A) They have to hit a high note so they look skywards for that note, tilting their head back and tightening their throat. That note isn’t being created in the top of your head however. Remember your highest note is mostly created in your sinus cavities, or in the front of your face no higher than your eyes. So what the hell are you looking up into the sky for? It’s only causing tension and also an “imbalance” to the note. (more on this in “Aiming The Voice). Singers do the same thing on low notes. They look down and in a lot of cases “swallow” the note, in the process choke themselves. Usually what happens when you swallow a note is that the tongue goes down at the back of your throat and you are indeed “swallowing” causing all sorts of tension once again on your vocal chords. When your tongue goes down at the back of your throat your body reads it as if you are trying to swallow food, and tightens all the muscles in the gullet to pull food down into the stomach. Food doesn’t just fall off the end of your tongue into your gut like something falling off a cliff. LOL. Singing should be an extention of your talking voice. When you talk to someone the head is level, not tilted up or down. As well, when a singer swallows a note the sound falls on the “soft” palate as opposed to the “hard” palate the note is lost. Remember: Soft surfaces absorb sound!
B) Another common mistake made by a lot of singers is that they know they have to sing a high note in a song and from the moment the song starts they’re already thinking about that damn note and psyching themselves out. Their shoulders come up, they tense up, and nine times out of ten they blow the note and their voice breaks or they go off key. As a singer you have to have confidence, and the best way to have confidence is to know that you are using a technique that is based on science and a knowledge of how your body creates sound. That’s the Bel Canto technique. When I had just started singing in l974 I was told I would lose my talking voice if I continued singing. I learned how to sing Bel Canto and now here I am many years later, 54 years old, and in better voice than ever. Not only that, I did it while singing heavy metal/heavy rock for 35 years!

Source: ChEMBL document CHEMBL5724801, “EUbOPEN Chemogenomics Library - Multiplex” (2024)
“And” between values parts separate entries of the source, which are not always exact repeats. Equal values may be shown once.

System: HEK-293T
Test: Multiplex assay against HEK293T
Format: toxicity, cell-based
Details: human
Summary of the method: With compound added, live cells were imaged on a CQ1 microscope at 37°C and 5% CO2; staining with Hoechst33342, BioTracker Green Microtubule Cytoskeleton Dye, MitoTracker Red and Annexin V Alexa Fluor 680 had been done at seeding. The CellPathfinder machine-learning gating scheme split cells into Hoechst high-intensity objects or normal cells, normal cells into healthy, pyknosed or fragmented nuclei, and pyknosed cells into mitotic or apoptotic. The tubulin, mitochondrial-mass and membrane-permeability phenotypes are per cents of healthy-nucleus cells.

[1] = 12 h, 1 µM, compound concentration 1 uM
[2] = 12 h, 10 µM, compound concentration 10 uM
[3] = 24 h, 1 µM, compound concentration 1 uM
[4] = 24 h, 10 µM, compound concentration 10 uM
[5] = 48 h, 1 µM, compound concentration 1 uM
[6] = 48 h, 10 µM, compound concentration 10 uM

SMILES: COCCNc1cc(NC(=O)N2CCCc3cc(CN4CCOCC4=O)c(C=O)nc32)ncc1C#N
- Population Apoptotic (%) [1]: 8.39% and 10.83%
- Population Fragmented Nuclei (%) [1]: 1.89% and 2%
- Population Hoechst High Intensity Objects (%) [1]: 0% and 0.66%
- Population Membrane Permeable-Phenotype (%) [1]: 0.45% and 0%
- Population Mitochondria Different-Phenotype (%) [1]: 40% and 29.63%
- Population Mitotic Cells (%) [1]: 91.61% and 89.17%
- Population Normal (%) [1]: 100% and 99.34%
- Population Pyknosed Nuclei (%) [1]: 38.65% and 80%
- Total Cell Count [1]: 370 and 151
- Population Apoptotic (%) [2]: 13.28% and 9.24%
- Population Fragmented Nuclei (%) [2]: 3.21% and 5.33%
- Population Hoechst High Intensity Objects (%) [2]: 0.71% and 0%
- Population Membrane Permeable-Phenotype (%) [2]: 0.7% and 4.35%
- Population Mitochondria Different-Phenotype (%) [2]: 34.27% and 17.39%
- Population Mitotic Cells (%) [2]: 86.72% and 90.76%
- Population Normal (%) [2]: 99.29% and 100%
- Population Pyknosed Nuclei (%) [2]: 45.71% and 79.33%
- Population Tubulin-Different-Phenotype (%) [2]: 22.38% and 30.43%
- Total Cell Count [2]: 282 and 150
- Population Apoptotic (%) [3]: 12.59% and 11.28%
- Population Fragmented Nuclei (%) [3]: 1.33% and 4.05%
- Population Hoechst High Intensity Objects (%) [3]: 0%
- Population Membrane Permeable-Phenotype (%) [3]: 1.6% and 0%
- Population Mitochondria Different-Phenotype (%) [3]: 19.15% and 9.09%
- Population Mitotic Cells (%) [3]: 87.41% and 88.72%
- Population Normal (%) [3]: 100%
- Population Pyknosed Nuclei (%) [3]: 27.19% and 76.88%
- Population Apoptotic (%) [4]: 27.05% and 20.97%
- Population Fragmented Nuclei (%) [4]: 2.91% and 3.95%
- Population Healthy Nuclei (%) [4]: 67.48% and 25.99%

In conclusion, if you learn how to lift your throat, focus the voice off the hard palate for resonance, and form the lyrics with your tongue and your teeth, three things should happen to your voice:
1) You should increase your range. The average range is two octaves or sixteen notes in mixed voice. The maximum range is three octaves or 24 notes, discounting falsetto, which is a “false” voice. Incidentally, the next time you have someone tell you they have a 7 octave range, go to a piano and make them prove it. It’s humanly impossible.
2) You will get a better tone. If your voice is forward on the hard palate the sound will be crisp and bright, whereas if the sound is in the back of the throat it will be muffled.
3) You will use less breath to make sound. It takes much less breath to make sound if your voice is focused off a hard surface (hard palate) than if you are in the back of your throat. (soft palate)